Disproportional force of the state for Gezi
I have taken a look at the pro-government media. They are extremely happy with the balance sheet of “the first anniversary of Gezi.” The state has demonstrated its power. The incidents that erupted in a few places were suppressed.
How many people did it take for “the police of the powerful” to suppress these incidents? They are boasting about it, big time.
That day, 25,000 police were on duty.
They were on duty with their TOMAs (water cannon vehicle), tear gas, tons of water, plastic bullets and also real bullets that it has proven it does not spare, and the rock-hard powerful Tuesday rhetoric…
The deepest form of state on duty: 25,000 people were assigned that day…
What does this mean?
Let us explain what this means with a simple comparison.
It was the year 2008 and the Republic of Turkey had had it up to here. They were coming from North Iraq, attacking and escaping to back to whence they came.
The powerful, which is keen in going down to the essence of everything, launched a military operation in North Iraq to enter the home of the outlawed Kurdistan Workers’ Party (PKK). It was a cross-border operation.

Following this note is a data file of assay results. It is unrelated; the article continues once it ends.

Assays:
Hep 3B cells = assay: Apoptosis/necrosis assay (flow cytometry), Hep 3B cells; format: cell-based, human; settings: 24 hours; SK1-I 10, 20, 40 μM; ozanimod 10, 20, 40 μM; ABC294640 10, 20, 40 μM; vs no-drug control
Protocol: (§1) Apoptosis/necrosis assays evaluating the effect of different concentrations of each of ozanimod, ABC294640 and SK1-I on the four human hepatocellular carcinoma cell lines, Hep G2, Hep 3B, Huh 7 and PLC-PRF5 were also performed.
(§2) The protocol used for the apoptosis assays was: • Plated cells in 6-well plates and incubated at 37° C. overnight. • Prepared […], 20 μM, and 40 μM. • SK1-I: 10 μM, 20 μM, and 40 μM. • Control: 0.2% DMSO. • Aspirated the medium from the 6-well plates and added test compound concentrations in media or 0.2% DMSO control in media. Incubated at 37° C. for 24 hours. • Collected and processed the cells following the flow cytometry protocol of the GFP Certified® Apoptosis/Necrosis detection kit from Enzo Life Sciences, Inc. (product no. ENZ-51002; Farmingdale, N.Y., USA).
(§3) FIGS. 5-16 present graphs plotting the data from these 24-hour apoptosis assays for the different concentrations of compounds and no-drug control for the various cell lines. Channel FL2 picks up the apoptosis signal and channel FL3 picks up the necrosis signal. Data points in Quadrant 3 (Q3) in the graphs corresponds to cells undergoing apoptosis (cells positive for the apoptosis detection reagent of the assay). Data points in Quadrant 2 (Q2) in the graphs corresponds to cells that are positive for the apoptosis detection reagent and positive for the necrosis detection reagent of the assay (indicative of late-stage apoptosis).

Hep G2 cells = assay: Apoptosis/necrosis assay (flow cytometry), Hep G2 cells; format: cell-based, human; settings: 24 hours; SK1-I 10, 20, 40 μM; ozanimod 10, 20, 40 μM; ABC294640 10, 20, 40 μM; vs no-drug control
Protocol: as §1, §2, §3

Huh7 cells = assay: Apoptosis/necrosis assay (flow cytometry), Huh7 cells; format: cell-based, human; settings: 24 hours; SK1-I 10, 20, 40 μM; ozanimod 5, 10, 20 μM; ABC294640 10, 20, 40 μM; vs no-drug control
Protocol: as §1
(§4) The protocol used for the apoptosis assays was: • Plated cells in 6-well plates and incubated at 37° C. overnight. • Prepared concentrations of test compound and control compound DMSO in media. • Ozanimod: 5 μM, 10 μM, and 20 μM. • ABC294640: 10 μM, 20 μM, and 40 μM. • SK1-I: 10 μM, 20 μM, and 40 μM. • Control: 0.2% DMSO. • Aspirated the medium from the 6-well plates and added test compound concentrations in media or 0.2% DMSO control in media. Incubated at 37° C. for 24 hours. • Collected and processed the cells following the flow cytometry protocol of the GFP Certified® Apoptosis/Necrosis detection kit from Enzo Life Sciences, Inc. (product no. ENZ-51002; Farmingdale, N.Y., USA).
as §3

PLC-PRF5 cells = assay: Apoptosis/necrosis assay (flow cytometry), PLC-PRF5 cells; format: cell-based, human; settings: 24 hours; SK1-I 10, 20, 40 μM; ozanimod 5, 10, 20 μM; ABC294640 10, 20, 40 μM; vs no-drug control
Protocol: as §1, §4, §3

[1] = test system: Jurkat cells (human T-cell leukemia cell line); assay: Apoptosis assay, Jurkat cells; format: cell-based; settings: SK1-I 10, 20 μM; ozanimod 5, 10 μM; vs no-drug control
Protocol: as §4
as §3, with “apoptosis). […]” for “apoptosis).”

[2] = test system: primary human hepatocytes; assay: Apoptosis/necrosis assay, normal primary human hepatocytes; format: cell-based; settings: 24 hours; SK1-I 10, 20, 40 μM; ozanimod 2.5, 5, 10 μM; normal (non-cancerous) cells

The army of the Republic of Turkey started one of the biggest operations in its history against the PKK.
Troops crossed the border. War started.
Now, it is six years after this…
Just guess how many troops took part in this cross-border operation?
10,000… I am repeating in writing, “ten thousand.”
Imagine that a state is fighting in one of its most important cross-border operations with 10,000 of its troops, but needs 25,000 people to suppress a celebration being held by a bunch of young people.
Which state in the world, you would think, considers a portion of its citizens “domestic enemies” and confronts them with a much more overwhelming power than it used for a cross-border operation?
What do you say?
Is this proportional force?
The pool story
The Sunday Times revealed on Sunday, June 1, how bribes were paid through which channels to make Doha win the 2020 World Cup.
The system works as such: At the top of the graft chain is the top person in Qatar’s football Mohammad bin Hammam. Many Qatari funds were used so that bribes worth $5 million reached the places desired.
The paper uses the word “slush” for these funds.
“Slush” is defined as “money collected to use as bribes or to use in propaganda activities, such as misleading the public.”
Doesn’t this definition remind you of something?
The “pool system” we started talking about at the end of last year?
One cannot help but wonder whether the fingerprints of such slush funds would be found in the money sent to the opposition in Syria from Turkey and the buying of newspapers in Turkey?
On one hand, there is the money traffic of Zarrab’s partner in Iran, and on the other hand, the Qatari slush funds…
The truth has the weakness of absolutely coming out one day.
Some truths are running at full speed toward Turkey from all directions…